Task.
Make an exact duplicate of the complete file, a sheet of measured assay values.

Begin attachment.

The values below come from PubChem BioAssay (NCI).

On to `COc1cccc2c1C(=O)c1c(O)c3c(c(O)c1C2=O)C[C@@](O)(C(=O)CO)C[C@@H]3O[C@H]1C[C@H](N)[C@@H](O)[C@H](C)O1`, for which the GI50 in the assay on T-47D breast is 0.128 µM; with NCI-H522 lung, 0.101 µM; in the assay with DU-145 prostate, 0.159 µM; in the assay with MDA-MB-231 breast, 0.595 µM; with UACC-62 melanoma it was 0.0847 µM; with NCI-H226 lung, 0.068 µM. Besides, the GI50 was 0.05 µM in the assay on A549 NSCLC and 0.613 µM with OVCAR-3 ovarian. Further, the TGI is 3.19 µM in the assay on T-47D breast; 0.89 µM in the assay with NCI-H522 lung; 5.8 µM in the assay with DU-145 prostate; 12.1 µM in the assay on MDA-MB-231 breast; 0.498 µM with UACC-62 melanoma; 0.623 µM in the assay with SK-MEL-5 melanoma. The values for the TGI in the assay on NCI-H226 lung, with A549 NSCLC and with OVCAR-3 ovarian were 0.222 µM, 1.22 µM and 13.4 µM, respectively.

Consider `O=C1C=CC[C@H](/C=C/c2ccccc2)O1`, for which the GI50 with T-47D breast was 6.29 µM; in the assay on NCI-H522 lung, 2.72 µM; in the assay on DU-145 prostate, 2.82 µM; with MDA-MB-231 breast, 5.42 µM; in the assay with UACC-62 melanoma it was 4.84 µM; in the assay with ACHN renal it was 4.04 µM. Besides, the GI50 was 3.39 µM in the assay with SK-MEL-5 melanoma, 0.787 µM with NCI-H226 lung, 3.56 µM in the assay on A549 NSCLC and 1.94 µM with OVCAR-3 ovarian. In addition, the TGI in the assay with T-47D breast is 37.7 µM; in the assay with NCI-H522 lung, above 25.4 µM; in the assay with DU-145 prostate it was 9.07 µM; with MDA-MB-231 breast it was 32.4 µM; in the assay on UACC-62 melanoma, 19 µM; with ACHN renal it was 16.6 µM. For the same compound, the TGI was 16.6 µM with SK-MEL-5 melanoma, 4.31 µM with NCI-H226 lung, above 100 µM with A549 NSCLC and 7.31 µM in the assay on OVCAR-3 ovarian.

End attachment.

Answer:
The values below come from PubChem BioAssay (NCI).

On to `COc1cccc2c1C(=O)c1c(O)c3c(c(O)c1C2=O)C[C@@](O)(C(=O)CO)C[C@@H]3O[C@H]1C[C@H](N)[C@@H](O)[C@H](C)O1`, for which the GI50 in the assay on T-47D breast is 0.128 µM; with NCI-H522 lung, 0.101 µM; in the assay with DU-145 prostate, 0.159 µM; in the assay with MDA-MB-231 breast, 0.595 µM; with UACC-62 melanoma it was 0.0847 µM; with NCI-H226 lung, 0.068 µM. Besides, the GI50 was 0.05 µM in the assay on A549 NSCLC and 0.613 µM with OVCAR-3 ovarian. Further, the TGI is 3.19 µM in the assay on T-47D breast; 0.89 µM in the assay with NCI-H522 lung; 5.8 µM in the assay with DU-145 prostate; 12.1 µM in the assay on MDA-MB-231 breast; 0.498 µM with UACC-62 melanoma; 0.623 µM in the assay with SK-MEL-5 melanoma. The values for the TGI in the assay on NCI-H226 lung, with A549 NSCLC and with OVCAR-3 ovarian were 0.222 µM, 1.22 µM and 13.4 µM, respectively.

Consider `O=C1C=CC[C@H](/C=C/c2ccccc2)O1`, for which the GI50 with T-47D breast was 6.29 µM; in the assay on NCI-H522 lung, 2.72 µM; in the assay on DU-145 prostate, 2.82 µM; with MDA-MB-231 breast, 5.42 µM; in the assay with UACC-62 melanoma it was 4.84 µM; in the assay with ACHN renal it was 4.04 µM. Besides, the GI50 was 3.39 µM in the assay with SK-MEL-5 melanoma, 0.787 µM with NCI-H226 lung, 3.56 µM in the assay on A549 NSCLC and 1.94 µM with OVCAR-3 ovarian. In addition, the TGI in the assay with T-47D breast is 37.7 µM; in the assay with NCI-H522 lung, above 25.4 µM; in the assay with DU-145 prostate it was 9.07 µM; with MDA-MB-231 breast it was 32.4 µM; in the assay on UACC-62 melanoma, 19 µM; with ACHN renal it was 16.6 µM. For the same compound, the TGI was 16.6 µM with SK-MEL-5 melanoma, 4.31 µM with NCI-H226 lung, above 100 µM with A549 NSCLC and 7.31 µM in the assay on OVCAR-3 ovarian.